Just like fertilizers, irrigation aims to improve crop yields, mitigate drought, or satisfy water-intensive crops like corn or cotton. With the agricultural sector consuming 70% of available water resources, the importance of having efficient and sustainable irrigation techniques is clear. Farmers must strike a balance: irrigate effectively without wasting, a dual agronomic and technological challenge. Gravity irrigation, sprinkler irrigation, drip irrigation… each technique has its applications, advantages, and disadvantages, which we will discuss here.
According to the FAO, one-fifth of irrigated crops produces two-fifths of the yields, making irrigation an essential driver of productivity and food security.
Irrigation is also a significant source of waste. Regardless of the irrigation technique, studies show that less than half of the water volumes used in agriculture achieve their intended goals. The reasons for this waste are manifold:
• Poorly maintained distribution networks.
• Inefficient distribution organization.
• Lack of knowledge about soils and crops.
• Biodiversity degradation and its ability to harness water supply.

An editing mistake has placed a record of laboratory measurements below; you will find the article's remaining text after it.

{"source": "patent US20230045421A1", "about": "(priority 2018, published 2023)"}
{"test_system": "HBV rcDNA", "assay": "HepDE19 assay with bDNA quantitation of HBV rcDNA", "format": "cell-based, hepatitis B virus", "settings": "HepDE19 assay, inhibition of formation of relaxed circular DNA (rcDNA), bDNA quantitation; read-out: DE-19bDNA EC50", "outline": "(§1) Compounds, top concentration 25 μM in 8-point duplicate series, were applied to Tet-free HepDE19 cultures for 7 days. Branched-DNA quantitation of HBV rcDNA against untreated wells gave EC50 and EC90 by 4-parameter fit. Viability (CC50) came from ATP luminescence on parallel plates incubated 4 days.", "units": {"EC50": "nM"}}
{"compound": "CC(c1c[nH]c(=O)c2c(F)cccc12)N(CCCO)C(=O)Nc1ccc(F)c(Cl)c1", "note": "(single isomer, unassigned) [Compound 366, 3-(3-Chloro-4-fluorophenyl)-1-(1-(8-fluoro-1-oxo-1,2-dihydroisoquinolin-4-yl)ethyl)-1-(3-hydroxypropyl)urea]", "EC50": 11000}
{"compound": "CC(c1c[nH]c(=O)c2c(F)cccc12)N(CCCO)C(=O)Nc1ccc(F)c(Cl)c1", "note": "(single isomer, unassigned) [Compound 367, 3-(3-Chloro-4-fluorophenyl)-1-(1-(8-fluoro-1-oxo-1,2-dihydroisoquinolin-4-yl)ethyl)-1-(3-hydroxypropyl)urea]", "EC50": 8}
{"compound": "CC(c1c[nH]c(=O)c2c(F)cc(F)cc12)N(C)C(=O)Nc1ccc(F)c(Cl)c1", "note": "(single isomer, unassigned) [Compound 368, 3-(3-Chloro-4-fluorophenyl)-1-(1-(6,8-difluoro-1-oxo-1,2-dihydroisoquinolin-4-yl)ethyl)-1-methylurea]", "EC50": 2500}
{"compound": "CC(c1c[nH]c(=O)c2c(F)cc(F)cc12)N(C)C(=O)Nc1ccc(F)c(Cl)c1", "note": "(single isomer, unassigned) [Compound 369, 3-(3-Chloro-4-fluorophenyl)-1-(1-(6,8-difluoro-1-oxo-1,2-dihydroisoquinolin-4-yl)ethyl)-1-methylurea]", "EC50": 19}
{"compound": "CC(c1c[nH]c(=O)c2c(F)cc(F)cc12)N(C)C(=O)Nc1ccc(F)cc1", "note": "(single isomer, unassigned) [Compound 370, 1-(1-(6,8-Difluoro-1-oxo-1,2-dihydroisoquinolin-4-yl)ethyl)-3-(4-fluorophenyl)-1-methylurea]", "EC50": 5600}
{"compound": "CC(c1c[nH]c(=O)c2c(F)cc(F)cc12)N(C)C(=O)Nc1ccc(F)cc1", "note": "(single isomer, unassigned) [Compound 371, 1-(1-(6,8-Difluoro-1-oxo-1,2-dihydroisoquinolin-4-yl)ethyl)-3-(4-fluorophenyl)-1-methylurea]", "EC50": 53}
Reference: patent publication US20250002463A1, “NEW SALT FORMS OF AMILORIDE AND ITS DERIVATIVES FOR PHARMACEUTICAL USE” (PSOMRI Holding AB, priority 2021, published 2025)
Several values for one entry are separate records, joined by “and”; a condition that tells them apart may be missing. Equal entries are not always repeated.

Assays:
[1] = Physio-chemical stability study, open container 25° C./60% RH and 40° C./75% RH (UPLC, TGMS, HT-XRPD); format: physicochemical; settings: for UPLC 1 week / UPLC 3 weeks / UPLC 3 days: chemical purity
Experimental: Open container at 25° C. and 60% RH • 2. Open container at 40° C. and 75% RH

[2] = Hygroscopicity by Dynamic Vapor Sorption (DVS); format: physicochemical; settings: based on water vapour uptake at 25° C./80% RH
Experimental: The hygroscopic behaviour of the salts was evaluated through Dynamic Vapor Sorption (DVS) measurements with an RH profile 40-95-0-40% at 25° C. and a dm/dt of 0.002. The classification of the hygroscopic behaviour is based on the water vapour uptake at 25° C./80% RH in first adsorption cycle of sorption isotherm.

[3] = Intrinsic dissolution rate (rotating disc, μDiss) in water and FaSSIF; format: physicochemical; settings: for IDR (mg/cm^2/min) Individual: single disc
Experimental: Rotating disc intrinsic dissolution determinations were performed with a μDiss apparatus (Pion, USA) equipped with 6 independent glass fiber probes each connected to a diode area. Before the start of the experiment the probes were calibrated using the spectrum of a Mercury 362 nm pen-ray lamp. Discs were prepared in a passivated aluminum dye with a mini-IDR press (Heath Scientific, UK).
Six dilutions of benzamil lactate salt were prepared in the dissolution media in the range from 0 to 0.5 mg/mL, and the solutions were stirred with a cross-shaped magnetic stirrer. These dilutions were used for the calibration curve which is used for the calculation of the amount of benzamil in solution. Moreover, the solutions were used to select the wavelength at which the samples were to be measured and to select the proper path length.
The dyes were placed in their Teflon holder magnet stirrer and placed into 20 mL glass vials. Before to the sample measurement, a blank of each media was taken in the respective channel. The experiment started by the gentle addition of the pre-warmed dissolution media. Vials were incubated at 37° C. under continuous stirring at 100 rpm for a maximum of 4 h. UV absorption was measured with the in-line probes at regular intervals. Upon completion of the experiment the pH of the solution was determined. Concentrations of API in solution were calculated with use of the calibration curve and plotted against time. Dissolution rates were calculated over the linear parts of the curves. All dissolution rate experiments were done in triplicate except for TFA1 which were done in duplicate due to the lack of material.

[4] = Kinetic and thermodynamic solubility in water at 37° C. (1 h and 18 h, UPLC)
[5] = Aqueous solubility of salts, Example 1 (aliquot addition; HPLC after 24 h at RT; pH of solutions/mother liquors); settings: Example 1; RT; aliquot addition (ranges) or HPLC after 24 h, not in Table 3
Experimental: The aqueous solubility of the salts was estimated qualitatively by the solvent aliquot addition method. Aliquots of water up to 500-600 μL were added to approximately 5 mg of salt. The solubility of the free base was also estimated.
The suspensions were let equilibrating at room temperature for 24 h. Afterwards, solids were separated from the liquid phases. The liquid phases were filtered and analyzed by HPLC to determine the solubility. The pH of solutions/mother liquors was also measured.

• Climate change.
Ancient History of Irrigation
Scientists have discovered evidence of irrigation dating back to 5000 BC in the semi-arid region between the Euphrates and the Tigris, where the first river irrigated the land while the second received the runoff.
In Egypt, farmers adapted their crops to the Nile floods. Starting from 3000 BC, the Egyptians diverted a portion of the river to feed a reservoir (Lake Moeris) and organize downstream distribution using canals, regulators, and dams.
UNESCO has also listed an irrigation system dating from the 3rd century BC, discovered in Sichuan Province, China. This system, still in operation, allows for the irrigation of Chengdu’s plains.
The United Nations also protects the “aflaj” irrigation system in the Sultanate of Oman, traces of which date back at least 500 years after AD. This irrigation system uses gravity to supply the surface (crops and populations) from groundwater.
Source : Observatoire du Patrimoine d’Oman
Subsequently, humans went beyond just diverting or channeling water; they innovated in capturing and transporting techniques:
• The noria is a chain equipped with buckets used to capture water and bring it to the surface.
• The water wheel, manually operated or powered by animals.
• String pumps, spiral pumps…